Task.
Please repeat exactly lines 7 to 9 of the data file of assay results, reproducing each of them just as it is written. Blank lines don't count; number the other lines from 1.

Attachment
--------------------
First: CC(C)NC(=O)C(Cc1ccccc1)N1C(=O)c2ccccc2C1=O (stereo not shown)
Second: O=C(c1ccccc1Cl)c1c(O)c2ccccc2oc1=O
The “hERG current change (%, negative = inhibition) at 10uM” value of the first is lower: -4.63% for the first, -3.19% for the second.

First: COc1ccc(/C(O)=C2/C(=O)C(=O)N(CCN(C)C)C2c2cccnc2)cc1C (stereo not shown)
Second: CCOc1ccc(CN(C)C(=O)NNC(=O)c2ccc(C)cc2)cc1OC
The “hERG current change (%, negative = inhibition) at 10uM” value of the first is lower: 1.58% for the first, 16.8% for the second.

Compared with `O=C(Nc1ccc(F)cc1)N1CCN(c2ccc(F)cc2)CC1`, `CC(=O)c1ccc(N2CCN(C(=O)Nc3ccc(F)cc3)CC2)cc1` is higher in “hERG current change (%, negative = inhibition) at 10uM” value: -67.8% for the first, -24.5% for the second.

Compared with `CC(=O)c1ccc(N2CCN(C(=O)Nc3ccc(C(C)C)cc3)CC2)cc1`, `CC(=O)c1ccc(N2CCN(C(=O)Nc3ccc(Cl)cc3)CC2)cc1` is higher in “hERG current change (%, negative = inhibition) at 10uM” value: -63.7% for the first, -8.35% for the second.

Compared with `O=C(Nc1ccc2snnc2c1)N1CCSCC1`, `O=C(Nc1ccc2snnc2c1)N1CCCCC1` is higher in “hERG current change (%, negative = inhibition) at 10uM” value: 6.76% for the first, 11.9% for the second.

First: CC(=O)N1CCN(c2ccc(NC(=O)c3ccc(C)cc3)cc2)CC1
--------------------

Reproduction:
Compared with `O=C(Nc1ccc(F)cc1)N1CCN(c2ccc(F)cc2)CC1`, `CC(=O)c1ccc(N2CCN(C(=O)Nc3ccc(F)cc3)CC2)cc1` is higher in “hERG current change (%, negative = inhibition) at 10uM” value: -67.8% for the first, -24.5% for the second.

Compared with `CC(=O)c1ccc(N2CCN(C(=O)Nc3ccc(C(C)C)cc3)CC2)cc1`, `CC(=O)c1ccc(N2CCN(C(=O)Nc3ccc(Cl)cc3)CC2)cc1` is higher in “hERG current change (%, negative = inhibition) at 10uM” value: -63.7% for the first, -8.35% for the second.

Compared with `O=C(Nc1ccc2snnc2c1)N1CCSCC1`, `O=C(Nc1ccc2snnc2c1)N1CCCCC1` is higher in “hERG current change (%, negative = inhibition) at 10uM” value: 6.76% for the first, 11.9% for the second.